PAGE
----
Eric R. Larson Lab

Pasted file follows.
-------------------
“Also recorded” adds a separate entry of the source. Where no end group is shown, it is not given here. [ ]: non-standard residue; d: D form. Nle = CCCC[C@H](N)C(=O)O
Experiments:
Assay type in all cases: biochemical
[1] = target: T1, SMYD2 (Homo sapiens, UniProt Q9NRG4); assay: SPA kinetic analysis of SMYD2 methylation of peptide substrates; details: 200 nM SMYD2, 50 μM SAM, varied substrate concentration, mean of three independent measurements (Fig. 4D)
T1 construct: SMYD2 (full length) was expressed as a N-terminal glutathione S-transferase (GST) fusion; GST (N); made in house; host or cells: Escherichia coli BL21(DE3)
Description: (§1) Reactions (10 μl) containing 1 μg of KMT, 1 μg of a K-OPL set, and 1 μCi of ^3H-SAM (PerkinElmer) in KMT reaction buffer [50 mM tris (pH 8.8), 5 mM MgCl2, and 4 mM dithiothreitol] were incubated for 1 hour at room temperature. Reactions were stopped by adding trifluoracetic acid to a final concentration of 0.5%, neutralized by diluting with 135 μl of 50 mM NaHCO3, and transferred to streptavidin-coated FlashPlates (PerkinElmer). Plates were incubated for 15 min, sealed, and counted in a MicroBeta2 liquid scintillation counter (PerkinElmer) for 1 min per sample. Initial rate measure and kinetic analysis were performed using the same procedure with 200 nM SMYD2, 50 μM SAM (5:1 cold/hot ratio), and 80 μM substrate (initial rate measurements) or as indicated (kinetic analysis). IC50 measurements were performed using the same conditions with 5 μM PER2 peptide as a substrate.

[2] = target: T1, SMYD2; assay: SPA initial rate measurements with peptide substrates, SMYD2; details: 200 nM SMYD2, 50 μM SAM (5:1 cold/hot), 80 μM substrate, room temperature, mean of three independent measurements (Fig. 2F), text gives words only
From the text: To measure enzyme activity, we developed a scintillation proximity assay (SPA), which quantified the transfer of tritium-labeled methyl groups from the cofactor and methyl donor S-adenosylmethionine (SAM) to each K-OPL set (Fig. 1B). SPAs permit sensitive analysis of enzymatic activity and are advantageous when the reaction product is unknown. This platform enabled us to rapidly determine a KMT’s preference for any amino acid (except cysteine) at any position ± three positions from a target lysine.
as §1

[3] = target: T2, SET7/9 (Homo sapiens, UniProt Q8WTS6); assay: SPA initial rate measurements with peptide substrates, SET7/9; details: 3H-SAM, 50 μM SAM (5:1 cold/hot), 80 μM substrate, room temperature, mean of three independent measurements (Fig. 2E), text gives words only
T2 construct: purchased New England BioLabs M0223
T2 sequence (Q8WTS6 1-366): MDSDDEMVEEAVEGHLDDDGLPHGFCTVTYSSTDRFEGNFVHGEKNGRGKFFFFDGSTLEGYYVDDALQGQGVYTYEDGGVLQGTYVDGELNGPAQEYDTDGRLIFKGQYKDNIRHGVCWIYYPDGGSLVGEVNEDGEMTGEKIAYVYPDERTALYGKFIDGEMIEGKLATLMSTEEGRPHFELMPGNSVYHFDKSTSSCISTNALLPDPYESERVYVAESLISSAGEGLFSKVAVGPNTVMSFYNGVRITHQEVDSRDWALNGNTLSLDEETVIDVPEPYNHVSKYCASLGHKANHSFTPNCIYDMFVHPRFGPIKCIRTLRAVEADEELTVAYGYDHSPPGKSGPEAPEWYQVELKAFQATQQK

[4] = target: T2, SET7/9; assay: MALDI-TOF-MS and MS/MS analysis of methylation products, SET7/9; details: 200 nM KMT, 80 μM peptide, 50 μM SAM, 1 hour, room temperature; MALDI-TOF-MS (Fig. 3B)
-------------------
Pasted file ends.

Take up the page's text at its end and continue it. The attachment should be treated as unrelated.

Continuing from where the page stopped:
I am an ecologist and conservation scientist working primarily in freshwater ecosystems. My research focuses on the dual challenges of small populations in applied ecology: invasive and endangered species (link). I seek to understand why some organisms, when introduced to a new environment, subsequently establish populations, spread widely, and cause ecological or economic harm. On the opposite side of this coin, I ask why some formerly common species have declined to rarity and face elevated extinction risk. I address these questions using a variety of methods including trait-based risk assessment of invasion or extinction (link), species distribution modeling to define suitable habitats for invasive species surveillance or endangered species protection (link), environmental DNA (eDNA) monitoring to detect rare organisms (link), and stable isotope analysis to identify the effects of species on food webs and ecosystems (link). Much of my research program relies on my taxonomic specialization in freshwater crayfish, but I work across a variety of aquatic (link) and terrestrial study systems (link) when motivated by interesting questions. For more information, contact me (link) or view my full CV as a PDF (link).